USS George Washington (CVN-73) will return to Japan as the Navy’s only forward-deployed aircraft carrier once it completes a four-year Refueling and Complex Overhaul at Newport News Shipbuilding, USNI News has learned.
Included in the House Armed Services Committee chairman’s mark of the Fiscal Year 2019 National Defense Authorization Act is language referencing a plan to send George Washington back to U.S. Fleet Activities Yokosuka, Japan. Before entering its RCOH, the carrier spent seven years operating from Yokosuka.
The language is included in proposed legislation that would require the first MQ-25A Stingray unmanned carrier-based aerial refueling tankers be deployed on George Washington, “to ensure that our only forward deployed carrier is equipped with the first carrier-based UAV.”
A legislative aide confirmed to USNI News that George Washington will return to Japan following its RCOH and that the current forward-deployed carrier, USS Ronald Reagan (CVN-76), will return to the U.S.
At the time of this posting, Navy officials had acknowledged a USNI News request for comment but had not immediately responded.
George Washington entered drydock in August to start the four-year midlife repair. George Washington’s move to Newport News was part of a three-carrier homeport swap, which sent USS Theodore Roosevelt (CVN-71) to San Diego while Ronald Reagan left the West Coast to replace George Washington in Japan.
Last year, the Naval Air System Command told USNI News the first two carriers to be equipped with the data links and ground control stations for MQ-25A would be USS Dwight D. Eisenhower (CVN-69) and USS George H.W. Bush (CVN-77).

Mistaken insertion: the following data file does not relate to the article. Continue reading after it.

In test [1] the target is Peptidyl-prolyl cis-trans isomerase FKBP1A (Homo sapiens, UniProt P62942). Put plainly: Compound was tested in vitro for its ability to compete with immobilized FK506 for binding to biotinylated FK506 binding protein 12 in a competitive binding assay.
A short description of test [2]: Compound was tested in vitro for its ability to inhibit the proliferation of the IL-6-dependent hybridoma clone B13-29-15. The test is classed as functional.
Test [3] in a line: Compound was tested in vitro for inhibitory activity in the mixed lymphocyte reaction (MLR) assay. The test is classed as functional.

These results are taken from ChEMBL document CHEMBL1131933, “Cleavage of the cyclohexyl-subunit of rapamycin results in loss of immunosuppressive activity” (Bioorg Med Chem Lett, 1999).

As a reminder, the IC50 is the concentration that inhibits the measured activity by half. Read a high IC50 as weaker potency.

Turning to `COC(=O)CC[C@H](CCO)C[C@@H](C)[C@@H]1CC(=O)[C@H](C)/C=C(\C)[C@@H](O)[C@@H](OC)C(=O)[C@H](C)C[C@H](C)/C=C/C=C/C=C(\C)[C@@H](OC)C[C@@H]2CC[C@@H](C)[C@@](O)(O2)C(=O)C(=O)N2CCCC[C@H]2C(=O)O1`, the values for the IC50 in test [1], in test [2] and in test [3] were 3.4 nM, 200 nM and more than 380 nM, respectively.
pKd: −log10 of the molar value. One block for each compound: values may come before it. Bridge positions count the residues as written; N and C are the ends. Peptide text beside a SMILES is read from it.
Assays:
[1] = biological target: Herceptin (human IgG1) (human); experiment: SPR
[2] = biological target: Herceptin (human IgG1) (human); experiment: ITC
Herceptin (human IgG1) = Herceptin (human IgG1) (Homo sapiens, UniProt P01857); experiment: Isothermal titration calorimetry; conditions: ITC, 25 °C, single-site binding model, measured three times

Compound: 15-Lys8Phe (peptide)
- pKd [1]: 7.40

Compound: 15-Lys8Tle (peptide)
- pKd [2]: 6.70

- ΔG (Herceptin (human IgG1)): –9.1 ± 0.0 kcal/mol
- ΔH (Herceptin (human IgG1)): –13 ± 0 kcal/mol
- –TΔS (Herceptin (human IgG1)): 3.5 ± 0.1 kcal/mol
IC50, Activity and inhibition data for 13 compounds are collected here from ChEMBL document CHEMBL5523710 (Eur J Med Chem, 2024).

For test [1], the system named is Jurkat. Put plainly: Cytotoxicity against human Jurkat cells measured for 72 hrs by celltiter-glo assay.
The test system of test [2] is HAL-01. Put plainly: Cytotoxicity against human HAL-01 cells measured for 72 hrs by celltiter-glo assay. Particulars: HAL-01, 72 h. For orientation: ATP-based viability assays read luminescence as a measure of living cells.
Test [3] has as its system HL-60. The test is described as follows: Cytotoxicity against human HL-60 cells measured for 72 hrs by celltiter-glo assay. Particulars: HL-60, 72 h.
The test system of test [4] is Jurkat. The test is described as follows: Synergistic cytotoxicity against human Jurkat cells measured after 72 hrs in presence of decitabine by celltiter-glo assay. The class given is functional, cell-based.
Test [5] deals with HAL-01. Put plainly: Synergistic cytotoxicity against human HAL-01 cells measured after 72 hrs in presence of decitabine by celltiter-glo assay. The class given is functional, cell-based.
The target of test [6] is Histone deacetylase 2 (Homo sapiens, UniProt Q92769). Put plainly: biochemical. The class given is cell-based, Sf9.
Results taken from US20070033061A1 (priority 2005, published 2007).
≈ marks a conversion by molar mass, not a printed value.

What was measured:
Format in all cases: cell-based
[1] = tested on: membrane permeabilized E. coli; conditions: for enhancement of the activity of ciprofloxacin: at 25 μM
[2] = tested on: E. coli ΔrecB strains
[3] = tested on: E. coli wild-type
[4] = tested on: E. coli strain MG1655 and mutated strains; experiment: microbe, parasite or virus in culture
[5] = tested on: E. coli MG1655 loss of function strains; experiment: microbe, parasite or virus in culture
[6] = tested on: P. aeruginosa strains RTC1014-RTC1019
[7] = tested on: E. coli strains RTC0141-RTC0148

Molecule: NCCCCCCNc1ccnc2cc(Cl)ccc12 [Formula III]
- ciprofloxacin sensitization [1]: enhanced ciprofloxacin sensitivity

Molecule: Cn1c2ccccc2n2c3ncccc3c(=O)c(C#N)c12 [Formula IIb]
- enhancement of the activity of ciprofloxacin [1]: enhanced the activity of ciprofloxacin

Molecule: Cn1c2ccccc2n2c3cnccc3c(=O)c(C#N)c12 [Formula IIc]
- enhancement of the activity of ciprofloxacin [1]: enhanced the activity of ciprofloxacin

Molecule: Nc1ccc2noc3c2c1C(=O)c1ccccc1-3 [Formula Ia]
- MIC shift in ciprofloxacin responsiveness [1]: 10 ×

George Washington is expected to complete its RCOH and leave the Newport News shipyard in 2021. With the MQ-25 likely not ready to deploy until the mid-2020s, George Washington will be back in Japan before receiving the first MQ-25As.
What’s not known is where Ronald Reagan will move to once George Washington returns to Japan. USS John Stennis (CVN-74), homeported in Bremerton, Wash., will be the next carrier to enter RCOH.
In January, Boeing, Lockheed Martin and General Atomics submitted concepts for the Navy to consider. The Navy has been vague about the requirements, but USNI News understands the service’s basic requirements will have the Stingray deliver about 15,000 pounds of fuel up to 500 nautical miles from the carrier.
The Navy’s Fiscal Year 2019 budget request plans to spend $719 million on MQ-25 research and development. The Navy plans to make its first purchase in 2023, and initial operational capability is expected in FY 2026.